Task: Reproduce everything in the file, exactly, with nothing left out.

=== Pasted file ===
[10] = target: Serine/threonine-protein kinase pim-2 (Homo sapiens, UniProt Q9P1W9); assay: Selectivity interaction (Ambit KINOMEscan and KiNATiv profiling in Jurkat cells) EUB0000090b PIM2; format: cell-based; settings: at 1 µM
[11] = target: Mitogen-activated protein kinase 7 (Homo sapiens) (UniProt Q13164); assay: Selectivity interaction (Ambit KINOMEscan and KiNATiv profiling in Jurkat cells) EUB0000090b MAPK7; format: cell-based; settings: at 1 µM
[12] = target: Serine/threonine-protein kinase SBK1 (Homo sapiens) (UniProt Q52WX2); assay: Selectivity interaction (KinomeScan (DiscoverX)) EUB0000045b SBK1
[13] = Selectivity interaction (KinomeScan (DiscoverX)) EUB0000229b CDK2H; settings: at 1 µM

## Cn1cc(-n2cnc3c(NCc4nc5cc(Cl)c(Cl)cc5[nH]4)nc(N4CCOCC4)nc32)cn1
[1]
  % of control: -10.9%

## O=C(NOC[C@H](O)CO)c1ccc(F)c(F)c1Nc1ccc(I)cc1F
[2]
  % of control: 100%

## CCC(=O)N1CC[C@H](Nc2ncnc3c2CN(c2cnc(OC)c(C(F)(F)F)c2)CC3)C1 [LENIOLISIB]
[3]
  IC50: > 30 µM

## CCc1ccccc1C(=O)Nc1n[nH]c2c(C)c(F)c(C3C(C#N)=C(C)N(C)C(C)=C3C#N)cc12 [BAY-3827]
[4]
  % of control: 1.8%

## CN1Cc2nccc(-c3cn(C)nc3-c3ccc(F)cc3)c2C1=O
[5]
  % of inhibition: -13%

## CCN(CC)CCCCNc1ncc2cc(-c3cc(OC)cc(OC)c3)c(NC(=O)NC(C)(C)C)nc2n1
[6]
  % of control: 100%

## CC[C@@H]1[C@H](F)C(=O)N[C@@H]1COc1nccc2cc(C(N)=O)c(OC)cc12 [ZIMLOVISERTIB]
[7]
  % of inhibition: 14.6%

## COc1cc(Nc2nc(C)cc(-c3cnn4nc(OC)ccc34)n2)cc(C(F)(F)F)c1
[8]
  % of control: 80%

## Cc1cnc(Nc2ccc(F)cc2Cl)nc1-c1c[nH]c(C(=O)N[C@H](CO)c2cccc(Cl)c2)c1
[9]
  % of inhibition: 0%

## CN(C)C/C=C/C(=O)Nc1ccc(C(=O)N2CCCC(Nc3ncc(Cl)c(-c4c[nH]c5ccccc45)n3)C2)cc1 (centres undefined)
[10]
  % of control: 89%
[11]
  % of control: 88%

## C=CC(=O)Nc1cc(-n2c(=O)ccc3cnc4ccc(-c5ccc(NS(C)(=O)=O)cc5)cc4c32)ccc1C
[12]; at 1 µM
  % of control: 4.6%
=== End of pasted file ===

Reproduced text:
[10] = target: Serine/threonine-protein kinase pim-2 (Homo sapiens, UniProt Q9P1W9); assay: Selectivity interaction (Ambit KINOMEscan and KiNATiv profiling in Jurkat cells) EUB0000090b PIM2; format: cell-based; settings: at 1 µM
[11] = target: Mitogen-activated protein kinase 7 (Homo sapiens) (UniProt Q13164); assay: Selectivity interaction (Ambit KINOMEscan and KiNATiv profiling in Jurkat cells) EUB0000090b MAPK7; format: cell-based; settings: at 1 µM
[12] = target: Serine/threonine-protein kinase SBK1 (Homo sapiens) (UniProt Q52WX2); assay: Selectivity interaction (KinomeScan (DiscoverX)) EUB0000045b SBK1
[13] = Selectivity interaction (KinomeScan (DiscoverX)) EUB0000229b CDK2H; settings: at 1 µM

## Cn1cc(-n2cnc3c(NCc4nc5cc(Cl)c(Cl)cc5[nH]4)nc(N4CCOCC4)nc32)cn1
[1]
  % of control: -10.9%

## O=C(NOC[C@H](O)CO)c1ccc(F)c(F)c1Nc1ccc(I)cc1F
[2]
  % of control: 100%

## CCC(=O)N1CC[C@H](Nc2ncnc3c2CN(c2cnc(OC)c(C(F)(F)F)c2)CC3)C1 [LENIOLISIB]
[3]
  IC50: > 30 µM

## CCc1ccccc1C(=O)Nc1n[nH]c2c(C)c(F)c(C3C(C#N)=C(C)N(C)C(C)=C3C#N)cc12 [BAY-3827]
[4]
  % of control: 1.8%

## CN1Cc2nccc(-c3cn(C)nc3-c3ccc(F)cc3)c2C1=O
[5]
  % of inhibition: -13%

## CCN(CC)CCCCNc1ncc2cc(-c3cc(OC)cc(OC)c3)c(NC(=O)NC(C)(C)C)nc2n1
[6]
  % of control: 100%

## CC[C@@H]1[C@H](F)C(=O)N[C@@H]1COc1nccc2cc(C(N)=O)c(OC)cc12 [ZIMLOVISERTIB]
[7]
  % of inhibition: 14.6%

## COc1cc(Nc2nc(C)cc(-c3cnn4nc(OC)ccc34)n2)cc(C(F)(F)F)c1
[8]
  % of control: 80%

## Cc1cnc(Nc2ccc(F)cc2Cl)nc1-c1c[nH]c(C(=O)N[C@H](CO)c2cccc(Cl)c2)c1
[9]
  % of inhibition: 0%

## CN(C)C/C=C/C(=O)Nc1ccc(C(=O)N2CCCC(Nc3ncc(Cl)c(-c4c[nH]c5ccccc45)n3)C2)cc1 (centres undefined)
[10]
  % of control: 89%
[11]
  % of control: 88%

## C=CC(=O)Nc1cc(-n2c(=O)ccc3cnc4ccc(-c5ccc(NS(C)(=O)=O)cc5)cc4c32)ccc1C
[12]; at 1 µM
  % of control: 4.6%